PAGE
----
Humboldt Peak, 14,064 feet
Class 2 bushwhack with snow
Distance (round-trip): abt. 8 miles
Elevation Gain: abt. 5,000 feet
Cold and restless, I woke up at 0430 and could not get back to sleep. So, I got ready to hike and by 0535 I was walking uphill on the rough dirt road. The moon was bright, so I didn't bother to use my flashlight.
I continued steeply uphill, bushwhacking my way through the timber, assisted by a number of well-defined game trails. Once I reached flatter ground at the top of the ridge, I turned right (west) and continued gaining elevation.
I came to timberline suddenly at 11,500 feet. The sky was mostly clear, but the valley to my south was totally shrouded by snow-filled clouds. I could not see the mighty Crestones, and as I steadily marched uphill, the clouds of snow began to engulf me as well.
An exact repeat of last week's hike on Huron, I could see nothing but the terrain immediately in front of me as I continued upward. The snow was not very heavy, but it was joined by a thick fog and fierce winds. As I was walking westward, the wind was howling against me the whole way.
Terrain-wise, however, this was actually one of the easiest sections of walking. The long and narrow ridge-line was almost level and easy to walk for a good distance. Eventually it did get a little steeper, with mounds of talus and steep dropoffs to the north edge. Also the snow was deeper near the top, but there was no more than a few inches and it really didn't impede my progress.
I exited via the standard West Ridge Route, which is well marked with cairns and easy to follow. However, this was the toughest part of my hike, as a fresh layer of fine, slippery snow coated all the talus. It was almost like sliding down a bumpy hill made of ice.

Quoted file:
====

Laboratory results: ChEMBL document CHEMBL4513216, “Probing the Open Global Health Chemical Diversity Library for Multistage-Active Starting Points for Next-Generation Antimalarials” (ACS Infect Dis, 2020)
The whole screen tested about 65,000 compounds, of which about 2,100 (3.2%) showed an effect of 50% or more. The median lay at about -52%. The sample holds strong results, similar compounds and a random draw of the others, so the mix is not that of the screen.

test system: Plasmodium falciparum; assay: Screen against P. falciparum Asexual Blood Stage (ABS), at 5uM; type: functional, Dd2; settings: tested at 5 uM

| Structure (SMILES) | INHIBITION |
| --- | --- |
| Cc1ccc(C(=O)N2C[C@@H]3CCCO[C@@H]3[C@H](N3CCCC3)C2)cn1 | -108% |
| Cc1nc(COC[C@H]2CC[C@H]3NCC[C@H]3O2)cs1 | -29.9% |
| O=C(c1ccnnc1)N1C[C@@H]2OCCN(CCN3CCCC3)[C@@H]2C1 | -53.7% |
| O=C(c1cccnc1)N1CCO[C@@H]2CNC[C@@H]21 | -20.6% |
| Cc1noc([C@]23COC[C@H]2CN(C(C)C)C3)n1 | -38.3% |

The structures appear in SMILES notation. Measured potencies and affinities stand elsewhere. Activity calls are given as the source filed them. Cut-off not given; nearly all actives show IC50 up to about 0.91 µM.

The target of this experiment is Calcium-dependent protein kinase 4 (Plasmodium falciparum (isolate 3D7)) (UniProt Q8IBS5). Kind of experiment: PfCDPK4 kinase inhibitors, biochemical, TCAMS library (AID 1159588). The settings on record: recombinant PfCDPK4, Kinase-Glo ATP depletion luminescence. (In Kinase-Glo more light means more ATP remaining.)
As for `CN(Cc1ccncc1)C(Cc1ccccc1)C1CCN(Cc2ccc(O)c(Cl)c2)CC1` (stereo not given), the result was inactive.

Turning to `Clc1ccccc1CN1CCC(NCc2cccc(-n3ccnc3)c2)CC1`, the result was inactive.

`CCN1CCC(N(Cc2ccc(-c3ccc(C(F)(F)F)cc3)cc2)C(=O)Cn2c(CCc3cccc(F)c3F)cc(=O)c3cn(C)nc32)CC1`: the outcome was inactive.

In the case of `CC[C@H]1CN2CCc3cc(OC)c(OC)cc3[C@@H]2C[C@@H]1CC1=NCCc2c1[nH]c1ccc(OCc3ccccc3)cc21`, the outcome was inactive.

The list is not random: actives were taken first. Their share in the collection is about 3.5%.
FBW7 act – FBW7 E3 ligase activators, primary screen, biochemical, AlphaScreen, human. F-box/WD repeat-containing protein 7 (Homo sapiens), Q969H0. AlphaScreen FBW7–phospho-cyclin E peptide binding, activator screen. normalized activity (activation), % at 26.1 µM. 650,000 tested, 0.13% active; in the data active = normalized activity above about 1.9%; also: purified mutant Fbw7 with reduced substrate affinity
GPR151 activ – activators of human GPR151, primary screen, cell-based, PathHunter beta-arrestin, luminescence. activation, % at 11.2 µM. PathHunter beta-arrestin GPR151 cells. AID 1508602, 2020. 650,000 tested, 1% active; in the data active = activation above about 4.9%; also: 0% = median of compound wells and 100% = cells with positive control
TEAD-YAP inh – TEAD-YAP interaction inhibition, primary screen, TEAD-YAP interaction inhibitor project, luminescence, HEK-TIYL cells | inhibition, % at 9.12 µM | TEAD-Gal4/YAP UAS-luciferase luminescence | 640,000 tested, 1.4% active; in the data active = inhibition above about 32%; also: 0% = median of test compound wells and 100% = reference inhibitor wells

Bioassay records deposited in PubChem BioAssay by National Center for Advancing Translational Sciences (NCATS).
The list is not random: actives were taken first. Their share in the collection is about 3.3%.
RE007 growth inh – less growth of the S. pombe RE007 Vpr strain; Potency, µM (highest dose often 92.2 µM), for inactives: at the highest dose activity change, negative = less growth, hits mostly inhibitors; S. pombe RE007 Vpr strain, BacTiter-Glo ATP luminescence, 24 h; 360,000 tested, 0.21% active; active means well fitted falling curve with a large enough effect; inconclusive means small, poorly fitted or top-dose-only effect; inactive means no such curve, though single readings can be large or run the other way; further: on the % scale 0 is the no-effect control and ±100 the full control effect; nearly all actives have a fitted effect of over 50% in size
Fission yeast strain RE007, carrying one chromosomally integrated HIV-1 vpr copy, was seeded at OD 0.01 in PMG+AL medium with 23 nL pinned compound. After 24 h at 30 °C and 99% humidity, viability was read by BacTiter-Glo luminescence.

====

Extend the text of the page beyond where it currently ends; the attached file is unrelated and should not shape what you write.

So, after about two hours of standing around and unsuccessfully trying to coax the fog into disappearing, I began down the switchbacks to the South Colony Lakes. These are beautiful lakes in an incredible setting, and I stopped often to take pictures as I descended the trail toward the dirt road.
Once on the dirt road again, I continued downhill to the 4WD parking lot, where a jeep and a truck were parked. I had seen some fresh footprints in the snow, but I did not see another human all day. What I did see from here, finally, was a clear view of Crestone Needle. The fog had lifted just for a moment, and I was able to snap some pictures of an incredible mountain. I plan to go back to this area next summer to tackle the Crestones.
As I rounded one of the turns, two deer, a doe and a fawn, ran just a short ways into the timber. I sneaked into the woods and was able to snap a picture of the doe before the deer got too nervous and bounded off into the forest.
I arrived back at my jeep at 1525. The drive out was actually easier than the drive in had been the night before.
Conclusion: I very much enjoyed my first visit to the Sangre de Cristos, and look forward to returning as soon as I can. The weather was unfortunate, but the forecast was questionable and I was prepared for that. Bushwhacking my way up Humboldt Peak's East Ridge was a fun experience, but I can't wait to try some of the more difficult challenges the range has to offer. I'll be back!